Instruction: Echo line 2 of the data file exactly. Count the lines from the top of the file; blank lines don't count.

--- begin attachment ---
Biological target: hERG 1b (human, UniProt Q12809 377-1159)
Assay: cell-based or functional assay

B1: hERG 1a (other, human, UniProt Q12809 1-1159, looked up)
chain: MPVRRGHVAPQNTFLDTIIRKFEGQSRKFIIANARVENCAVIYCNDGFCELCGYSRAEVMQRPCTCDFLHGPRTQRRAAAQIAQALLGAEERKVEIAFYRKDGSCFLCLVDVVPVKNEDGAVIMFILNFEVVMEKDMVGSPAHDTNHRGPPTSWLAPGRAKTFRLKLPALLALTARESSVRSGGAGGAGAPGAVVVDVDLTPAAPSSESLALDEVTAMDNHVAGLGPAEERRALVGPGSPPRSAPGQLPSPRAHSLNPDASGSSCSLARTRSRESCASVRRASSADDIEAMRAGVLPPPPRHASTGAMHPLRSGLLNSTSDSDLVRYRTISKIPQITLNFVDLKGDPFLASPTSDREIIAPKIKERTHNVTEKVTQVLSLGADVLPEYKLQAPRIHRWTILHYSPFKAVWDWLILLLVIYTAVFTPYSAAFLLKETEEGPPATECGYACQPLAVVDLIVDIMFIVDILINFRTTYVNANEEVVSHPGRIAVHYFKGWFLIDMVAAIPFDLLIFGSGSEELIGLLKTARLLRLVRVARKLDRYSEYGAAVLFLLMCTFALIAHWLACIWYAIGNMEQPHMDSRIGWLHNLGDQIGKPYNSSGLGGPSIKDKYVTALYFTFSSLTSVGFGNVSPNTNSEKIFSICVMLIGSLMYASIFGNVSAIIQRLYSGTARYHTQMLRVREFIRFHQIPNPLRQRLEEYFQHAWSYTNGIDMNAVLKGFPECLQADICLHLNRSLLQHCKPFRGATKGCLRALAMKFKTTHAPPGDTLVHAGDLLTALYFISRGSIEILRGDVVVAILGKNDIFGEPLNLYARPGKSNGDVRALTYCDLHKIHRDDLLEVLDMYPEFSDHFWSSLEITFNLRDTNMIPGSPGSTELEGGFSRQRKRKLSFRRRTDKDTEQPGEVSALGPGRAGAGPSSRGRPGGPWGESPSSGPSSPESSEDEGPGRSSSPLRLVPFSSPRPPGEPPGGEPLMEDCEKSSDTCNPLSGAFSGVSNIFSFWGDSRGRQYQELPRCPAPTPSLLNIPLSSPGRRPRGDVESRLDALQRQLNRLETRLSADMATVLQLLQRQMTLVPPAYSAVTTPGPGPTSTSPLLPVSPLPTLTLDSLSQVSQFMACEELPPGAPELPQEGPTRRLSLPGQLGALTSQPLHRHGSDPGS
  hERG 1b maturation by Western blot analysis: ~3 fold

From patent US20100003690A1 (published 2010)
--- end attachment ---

Assay: cell-based or functional assay